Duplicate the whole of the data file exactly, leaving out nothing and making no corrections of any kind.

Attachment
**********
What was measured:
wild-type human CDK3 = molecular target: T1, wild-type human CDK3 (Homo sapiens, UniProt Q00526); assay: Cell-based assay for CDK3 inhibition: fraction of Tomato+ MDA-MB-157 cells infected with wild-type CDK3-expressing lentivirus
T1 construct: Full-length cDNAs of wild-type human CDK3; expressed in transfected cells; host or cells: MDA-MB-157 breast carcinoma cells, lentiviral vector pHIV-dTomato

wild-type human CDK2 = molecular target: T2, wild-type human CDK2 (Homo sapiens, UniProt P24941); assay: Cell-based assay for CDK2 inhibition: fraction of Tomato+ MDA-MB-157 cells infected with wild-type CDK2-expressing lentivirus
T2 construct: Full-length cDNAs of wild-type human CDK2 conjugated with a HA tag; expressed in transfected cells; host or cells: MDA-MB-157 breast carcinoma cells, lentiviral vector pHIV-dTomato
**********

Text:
What was measured:
wild-type human CDK3 = molecular target: T1, wild-type human CDK3 (Homo sapiens, UniProt Q00526); assay: Cell-based assay for CDK3 inhibition: fraction of Tomato+ MDA-MB-157 cells infected with wild-type CDK3-expressing lentivirus
T1 construct: Full-length cDNAs of wild-type human CDK3; expressed in transfected cells; host or cells: MDA-MB-157 breast carcinoma cells, lentiviral vector pHIV-dTomato

wild-type human CDK2 = molecular target: T2, wild-type human CDK2 (Homo sapiens, UniProt P24941); assay: Cell-based assay for CDK2 inhibition: fraction of Tomato+ MDA-MB-157 cells infected with wild-type CDK2-expressing lentivirus
T2 construct: Full-length cDNAs of wild-type human CDK2 conjugated with a HA tag; expressed in transfected cells; host or cells: MDA-MB-157 breast carcinoma cells, lentiviral vector pHIV-dTomato